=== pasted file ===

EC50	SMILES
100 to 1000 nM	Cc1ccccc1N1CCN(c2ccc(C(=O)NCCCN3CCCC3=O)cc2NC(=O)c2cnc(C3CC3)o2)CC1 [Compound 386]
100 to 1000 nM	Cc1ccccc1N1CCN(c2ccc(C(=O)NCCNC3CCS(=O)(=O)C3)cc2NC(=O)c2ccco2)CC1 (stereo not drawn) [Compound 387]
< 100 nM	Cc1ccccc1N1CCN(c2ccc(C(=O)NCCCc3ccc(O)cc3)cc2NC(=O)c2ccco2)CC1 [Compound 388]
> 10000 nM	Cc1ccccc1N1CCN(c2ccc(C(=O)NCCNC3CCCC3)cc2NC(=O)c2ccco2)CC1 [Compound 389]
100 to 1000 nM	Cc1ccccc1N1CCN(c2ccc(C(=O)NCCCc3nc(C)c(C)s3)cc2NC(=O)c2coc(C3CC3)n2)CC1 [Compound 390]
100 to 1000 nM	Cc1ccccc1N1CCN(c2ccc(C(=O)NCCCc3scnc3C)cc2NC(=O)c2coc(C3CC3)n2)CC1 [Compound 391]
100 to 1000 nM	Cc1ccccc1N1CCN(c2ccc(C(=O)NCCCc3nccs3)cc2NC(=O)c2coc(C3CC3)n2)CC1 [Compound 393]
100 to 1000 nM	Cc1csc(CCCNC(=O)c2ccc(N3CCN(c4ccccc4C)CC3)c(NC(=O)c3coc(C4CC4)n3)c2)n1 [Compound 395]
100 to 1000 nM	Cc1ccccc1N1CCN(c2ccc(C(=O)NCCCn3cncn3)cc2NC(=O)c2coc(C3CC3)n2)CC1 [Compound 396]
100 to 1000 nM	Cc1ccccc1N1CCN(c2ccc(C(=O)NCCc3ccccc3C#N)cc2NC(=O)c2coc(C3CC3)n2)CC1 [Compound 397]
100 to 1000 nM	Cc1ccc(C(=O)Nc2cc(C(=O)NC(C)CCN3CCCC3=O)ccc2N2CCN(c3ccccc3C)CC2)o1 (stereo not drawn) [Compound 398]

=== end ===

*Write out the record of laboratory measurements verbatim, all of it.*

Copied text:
EC50	SMILES
100 to 1000 nM	Cc1ccccc1N1CCN(c2ccc(C(=O)NCCCN3CCCC3=O)cc2NC(=O)c2cnc(C3CC3)o2)CC1 [Compound 386]
100 to 1000 nM	Cc1ccccc1N1CCN(c2ccc(C(=O)NCCNC3CCS(=O)(=O)C3)cc2NC(=O)c2ccco2)CC1 (stereo not drawn) [Compound 387]
< 100 nM	Cc1ccccc1N1CCN(c2ccc(C(=O)NCCCc3ccc(O)cc3)cc2NC(=O)c2ccco2)CC1 [Compound 388]
> 10000 nM	Cc1ccccc1N1CCN(c2ccc(C(=O)NCCNC3CCCC3)cc2NC(=O)c2ccco2)CC1 [Compound 389]
100 to 1000 nM	Cc1ccccc1N1CCN(c2ccc(C(=O)NCCCc3nc(C)c(C)s3)cc2NC(=O)c2coc(C3CC3)n2)CC1 [Compound 390]
100 to 1000 nM	Cc1ccccc1N1CCN(c2ccc(C(=O)NCCCc3scnc3C)cc2NC(=O)c2coc(C3CC3)n2)CC1 [Compound 391]
100 to 1000 nM	Cc1ccccc1N1CCN(c2ccc(C(=O)NCCCc3nccs3)cc2NC(=O)c2coc(C3CC3)n2)CC1 [Compound 393]
100 to 1000 nM	Cc1csc(CCCNC(=O)c2ccc(N3CCN(c4ccccc4C)CC3)c(NC(=O)c3coc(C4CC4)n3)c2)n1 [Compound 395]
100 to 1000 nM	Cc1ccccc1N1CCN(c2ccc(C(=O)NCCCn3cncn3)cc2NC(=O)c2coc(C3CC3)n2)CC1 [Compound 396]
100 to 1000 nM	Cc1ccccc1N1CCN(c2ccc(C(=O)NCCc3ccccc3C#N)cc2NC(=O)c2coc(C3CC3)n2)CC1 [Compound 397]
100 to 1000 nM	Cc1ccc(C(=O)Nc2cc(C(=O)NC(C)CCN3CCCC3=O)ccc2N2CCN(c3ccccc3C)CC2)o1 (stereo not drawn) [Compound 398]